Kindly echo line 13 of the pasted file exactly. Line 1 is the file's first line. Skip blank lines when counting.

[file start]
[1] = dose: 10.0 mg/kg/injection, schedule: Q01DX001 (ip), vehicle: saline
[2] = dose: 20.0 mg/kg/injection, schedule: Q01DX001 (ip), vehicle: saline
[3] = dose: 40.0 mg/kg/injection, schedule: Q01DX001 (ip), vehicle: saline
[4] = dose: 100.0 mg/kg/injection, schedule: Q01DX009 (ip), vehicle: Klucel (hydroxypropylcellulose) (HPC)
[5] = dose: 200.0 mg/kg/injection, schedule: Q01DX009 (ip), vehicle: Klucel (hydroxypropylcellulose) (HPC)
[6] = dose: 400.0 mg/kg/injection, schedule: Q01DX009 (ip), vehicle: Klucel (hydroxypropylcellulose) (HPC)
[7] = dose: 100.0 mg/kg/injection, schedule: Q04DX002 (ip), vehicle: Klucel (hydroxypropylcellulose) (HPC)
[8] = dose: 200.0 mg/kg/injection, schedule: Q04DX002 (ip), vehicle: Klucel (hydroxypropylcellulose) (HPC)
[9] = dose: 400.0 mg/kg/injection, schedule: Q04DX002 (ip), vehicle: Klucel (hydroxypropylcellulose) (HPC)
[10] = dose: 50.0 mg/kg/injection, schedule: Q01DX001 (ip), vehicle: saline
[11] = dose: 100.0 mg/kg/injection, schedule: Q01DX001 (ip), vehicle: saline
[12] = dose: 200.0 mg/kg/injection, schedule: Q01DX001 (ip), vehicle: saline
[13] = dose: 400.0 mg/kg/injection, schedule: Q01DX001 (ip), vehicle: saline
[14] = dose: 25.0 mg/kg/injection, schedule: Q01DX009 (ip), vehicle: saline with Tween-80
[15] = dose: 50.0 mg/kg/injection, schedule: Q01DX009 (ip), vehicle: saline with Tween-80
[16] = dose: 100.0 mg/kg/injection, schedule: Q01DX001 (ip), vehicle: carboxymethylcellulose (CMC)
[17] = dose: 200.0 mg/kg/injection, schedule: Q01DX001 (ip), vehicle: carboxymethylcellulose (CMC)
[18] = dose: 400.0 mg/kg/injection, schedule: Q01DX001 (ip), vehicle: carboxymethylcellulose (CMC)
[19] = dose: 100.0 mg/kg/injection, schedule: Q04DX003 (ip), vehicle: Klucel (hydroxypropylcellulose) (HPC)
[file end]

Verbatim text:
[13] = dose: 400.0 mg/kg/injection, schedule: Q01DX001 (ip), vehicle: saline